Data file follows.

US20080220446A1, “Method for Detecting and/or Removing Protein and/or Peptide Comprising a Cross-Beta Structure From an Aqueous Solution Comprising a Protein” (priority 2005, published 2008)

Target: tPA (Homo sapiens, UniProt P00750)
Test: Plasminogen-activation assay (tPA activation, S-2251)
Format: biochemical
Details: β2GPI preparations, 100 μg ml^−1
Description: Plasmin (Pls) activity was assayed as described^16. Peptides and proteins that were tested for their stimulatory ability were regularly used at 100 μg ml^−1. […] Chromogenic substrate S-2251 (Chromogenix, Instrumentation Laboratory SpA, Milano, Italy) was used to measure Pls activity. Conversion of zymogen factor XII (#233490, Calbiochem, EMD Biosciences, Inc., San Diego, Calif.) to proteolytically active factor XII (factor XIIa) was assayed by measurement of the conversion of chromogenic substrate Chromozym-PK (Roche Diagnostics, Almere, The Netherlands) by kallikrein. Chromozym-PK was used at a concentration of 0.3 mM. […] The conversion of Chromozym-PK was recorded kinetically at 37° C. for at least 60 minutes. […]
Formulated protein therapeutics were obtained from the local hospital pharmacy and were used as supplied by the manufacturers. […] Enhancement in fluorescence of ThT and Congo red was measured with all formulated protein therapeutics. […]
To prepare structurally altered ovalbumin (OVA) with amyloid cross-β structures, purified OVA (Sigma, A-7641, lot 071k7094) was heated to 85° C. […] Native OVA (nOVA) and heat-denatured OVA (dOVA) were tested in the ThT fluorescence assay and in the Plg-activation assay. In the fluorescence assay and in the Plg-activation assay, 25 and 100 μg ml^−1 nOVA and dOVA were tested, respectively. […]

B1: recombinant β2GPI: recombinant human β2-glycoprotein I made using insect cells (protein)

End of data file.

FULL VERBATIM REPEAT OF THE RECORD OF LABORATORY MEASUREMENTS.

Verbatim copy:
US20080220446A1, “Method for Detecting and/or Removing Protein and/or Peptide Comprising a Cross-Beta Structure From an Aqueous Solution Comprising a Protein” (priority 2005, published 2008)

Target: tPA (Homo sapiens, UniProt P00750)
Test: Plasminogen-activation assay (tPA activation, S-2251)
Format: biochemical
Details: β2GPI preparations, 100 μg ml^−1
Description: Plasmin (Pls) activity was assayed as described^16. Peptides and proteins that were tested for their stimulatory ability were regularly used at 100 μg ml^−1. […] Chromogenic substrate S-2251 (Chromogenix, Instrumentation Laboratory SpA, Milano, Italy) was used to measure Pls activity. Conversion of zymogen factor XII (#233490, Calbiochem, EMD Biosciences, Inc., San Diego, Calif.) to proteolytically active factor XII (factor XIIa) was assayed by measurement of the conversion of chromogenic substrate Chromozym-PK (Roche Diagnostics, Almere, The Netherlands) by kallikrein. Chromozym-PK was used at a concentration of 0.3 mM. […] The conversion of Chromozym-PK was recorded kinetically at 37° C. for at least 60 minutes. […]
Formulated protein therapeutics were obtained from the local hospital pharmacy and were used as supplied by the manufacturers. […] Enhancement in fluorescence of ThT and Congo red was measured with all formulated protein therapeutics. […]
To prepare structurally altered ovalbumin (OVA) with amyloid cross-β structures, purified OVA (Sigma, A-7641, lot 071k7094) was heated to 85° C. […] Native OVA (nOVA) and heat-denatured OVA (dOVA) were tested in the ThT fluorescence assay and in the Plg-activation assay. In the fluorescence assay and in the Plg-activation assay, 25 and 100 μg ml^−1 nOVA and dOVA were tested, respectively. […]

B1: recombinant β2GPI: recombinant human β2-glycoprotein I made using insect cells (protein)